Archive for the ‘Shoes’ Category

Service of Expectations III

Monday, December 27th, 2021

I wrote the first two in this series in 2012 (though I suspect there are many posts in which dashed expectations are at the core).


Image by Please Don’t sell My Artwork AS IS from Pixabay 

In one I covered highlights of irritants identified in a customer service survey where rudeness, passing the buck, waiting too long for problem resolution and having to follow-up too often topped the list of complaints and disappointments. In the other I described a person who didn’t send a message that he was kept waiting for his doctor’s appointment for three hours. He refused to own a mobile phone and didn’t ask the receptionist to borrow hers. Friends expecting his visit that afternoon were frantic when he didn’t show and didn’t call–which they expected him to do.

In a recent Social Q’s column in The New York Times, Philip Galanes responded to Ally who asked “Why Doesn’t Anyone Put as Much Effort Into Secret Santa as I Do? A reader feels consistently disappointed by her family’s gift exchange.” In part of his response he wrote: “This is like shopping regularly for heirloom tomatoes at the hardware store. You will never find them there! Try to lower your expectations before the unwrapping begins. Consider the other ways your relatives show they care.”

How many viewers of Face the Nation expect to be able to walk in heels as high as the ones Margaret Brennan wears [photo above]? Here she was this Sunday interviewing Vice President Kamala Harris. Do you think she walks far in them? I was on a set before a client’s TV interview where the host slipped off Uggs boots and put on heels just before cameras rolled.

Some friends respond to emails and texts and expect others to as well–but they don’t or it takes them ages to do so. Others generously share their contacts but that favor is never returned. These situations generate feelings of disrespect.

I see signs in windows for “quick turnaround PCR tests” for Covid and understand that there will be laws to punish those who lie as there must be plenty of them. They promise results in a day when the reality is closer to five.

My advice for happiness: Drop expectations. Agree?


Image by Samuel F. Johanns from Pixabay 

Service of Removing Shoes Indoors for Cleanliness or Health

Thursday, April 20th, 2017

I have always removed my shoes when entering my or anyone else’s home or apartment if I’ve just walked in mud, snow, or if my shoes are rain-soaked. Water and muck don’t mix well with wood floors, clean carpets or fine rugs. If I don’t have a pair of dry shoes with me I’ll walk around in socks or tights.

This practice almost broke the back of an otherwise blossoming relationship. It angered my boyfriend and his visiting family members who thought my request that they do the same when they visited me in inclement weather was irritating, irrational and absurd. I’d been told I couldn’t refinish the floors anymore and was therefore facing an exorbitant cost to replace potentially ruined wood and I didn’t want to accelerate the carpet cleaning schedule. So I put my foot down.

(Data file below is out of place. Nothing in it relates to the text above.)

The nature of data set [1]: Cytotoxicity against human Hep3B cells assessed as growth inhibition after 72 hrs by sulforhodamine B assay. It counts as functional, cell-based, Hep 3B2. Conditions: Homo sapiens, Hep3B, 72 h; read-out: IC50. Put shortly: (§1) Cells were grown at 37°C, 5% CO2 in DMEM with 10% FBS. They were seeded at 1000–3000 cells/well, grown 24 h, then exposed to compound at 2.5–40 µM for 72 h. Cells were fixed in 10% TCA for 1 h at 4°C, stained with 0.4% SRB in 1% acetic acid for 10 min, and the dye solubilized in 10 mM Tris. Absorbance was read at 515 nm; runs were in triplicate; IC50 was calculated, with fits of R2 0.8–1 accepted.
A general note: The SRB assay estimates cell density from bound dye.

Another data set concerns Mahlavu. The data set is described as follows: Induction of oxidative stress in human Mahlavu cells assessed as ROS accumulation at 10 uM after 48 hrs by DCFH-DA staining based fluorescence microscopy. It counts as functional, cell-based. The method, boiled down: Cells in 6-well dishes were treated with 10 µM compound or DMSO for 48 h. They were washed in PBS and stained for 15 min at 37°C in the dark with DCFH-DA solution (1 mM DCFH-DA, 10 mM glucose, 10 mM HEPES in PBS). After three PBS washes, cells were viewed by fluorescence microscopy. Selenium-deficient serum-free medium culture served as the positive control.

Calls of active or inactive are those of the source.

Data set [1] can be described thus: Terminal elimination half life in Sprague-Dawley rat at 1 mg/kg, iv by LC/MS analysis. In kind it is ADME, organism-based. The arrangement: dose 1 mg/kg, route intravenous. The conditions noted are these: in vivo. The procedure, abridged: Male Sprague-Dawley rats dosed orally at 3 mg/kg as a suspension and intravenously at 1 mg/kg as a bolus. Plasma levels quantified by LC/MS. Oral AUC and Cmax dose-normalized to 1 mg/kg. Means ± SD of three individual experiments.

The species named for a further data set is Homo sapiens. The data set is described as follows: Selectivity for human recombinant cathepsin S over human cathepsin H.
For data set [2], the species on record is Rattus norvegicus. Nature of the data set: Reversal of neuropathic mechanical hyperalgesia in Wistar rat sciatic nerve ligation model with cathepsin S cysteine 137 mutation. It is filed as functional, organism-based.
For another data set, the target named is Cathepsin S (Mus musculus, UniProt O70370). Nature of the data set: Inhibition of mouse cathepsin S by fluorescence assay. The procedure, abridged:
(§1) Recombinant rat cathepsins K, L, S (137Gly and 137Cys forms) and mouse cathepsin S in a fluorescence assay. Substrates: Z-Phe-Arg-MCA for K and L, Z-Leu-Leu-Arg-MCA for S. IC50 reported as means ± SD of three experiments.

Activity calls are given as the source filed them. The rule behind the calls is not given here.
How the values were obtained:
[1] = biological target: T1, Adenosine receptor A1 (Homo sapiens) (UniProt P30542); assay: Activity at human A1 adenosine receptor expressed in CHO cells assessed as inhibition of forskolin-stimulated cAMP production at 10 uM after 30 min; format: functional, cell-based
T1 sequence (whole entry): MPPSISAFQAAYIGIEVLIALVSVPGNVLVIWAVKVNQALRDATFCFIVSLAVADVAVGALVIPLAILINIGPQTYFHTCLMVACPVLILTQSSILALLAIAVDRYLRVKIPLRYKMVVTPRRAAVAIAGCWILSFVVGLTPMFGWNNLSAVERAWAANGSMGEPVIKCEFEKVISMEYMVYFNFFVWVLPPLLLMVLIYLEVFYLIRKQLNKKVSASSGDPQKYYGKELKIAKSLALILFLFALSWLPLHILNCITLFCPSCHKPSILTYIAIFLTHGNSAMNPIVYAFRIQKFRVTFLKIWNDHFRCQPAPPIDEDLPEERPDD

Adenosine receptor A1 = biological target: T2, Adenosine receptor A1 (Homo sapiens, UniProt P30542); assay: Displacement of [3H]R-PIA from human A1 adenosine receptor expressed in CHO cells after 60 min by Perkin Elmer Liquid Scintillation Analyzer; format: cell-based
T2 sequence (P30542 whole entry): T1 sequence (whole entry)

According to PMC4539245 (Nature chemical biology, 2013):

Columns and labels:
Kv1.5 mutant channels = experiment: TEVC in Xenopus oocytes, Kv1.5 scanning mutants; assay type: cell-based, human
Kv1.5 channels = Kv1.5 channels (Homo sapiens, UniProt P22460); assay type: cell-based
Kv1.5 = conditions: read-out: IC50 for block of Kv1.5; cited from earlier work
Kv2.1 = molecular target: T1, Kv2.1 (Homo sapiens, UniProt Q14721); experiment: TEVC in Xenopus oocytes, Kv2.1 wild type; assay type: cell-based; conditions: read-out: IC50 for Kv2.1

It’s far too late to say “aha!” but it turns out that while my reasons were related only to the health of my apartment and its fine rugs—and not to my wellbeing or that of my family—taking off your shoes when indoors is “good hygiene,” according to Ezequiel Minaya. In his Wall Street Journal article, “Is it Healthier to Remove Your Shoes at Home? It’s considered polite in some households, but are there more practical reasons for going shoeless inside?” turns out the answer is YES.

He wrote: “Shoes are a menagerie of microorganisms, sometimes carrying dangerous bacteria, says Kevin W. Garey, chairman of the department of pharmacy practice and translational research at the University of Houston. Bacteria can be very hardy.”

Unless you’re vulnerable—already ill, very old or young–you probably won’t get sick from the bugs that walk into your home. “But avoiding pathogenic bacteria that can cause illnesses from diarrhea to meningitis is easy, Dr. Garey says. Just take your shoes off. ‘It’s amazing how far humans travel during the day, and all that walking drags in germs and bugs,’ he says.”

Dr. Garey has recently published a study on Clostridium difficile—known as C.diff—that the Centers for Disease Control and Prevention reported caused 29,000 deaths in the US six years ago from almost half a million infections. He found 2,500+ samples in the Houston area alone of which more than 25 percent collected in homes was on the soles of shoes. “And that’s just one bacterium. In an earlier investigation, Dr. Garey examined past studies to learn if ‘shoe soles are a vector for infectious pathogens.’ The answer was a resounding yes,” wrote Minaya.

The reporter added that researchers in other countries found a significant amount of Listeria and E.coli on shoes.

Do you ever take off your shoes when you visit others or when you walk in the door at home? If yes, is it out of tradition—as in Japan or Turkey—or for comfort, cleanliness or health reasons?

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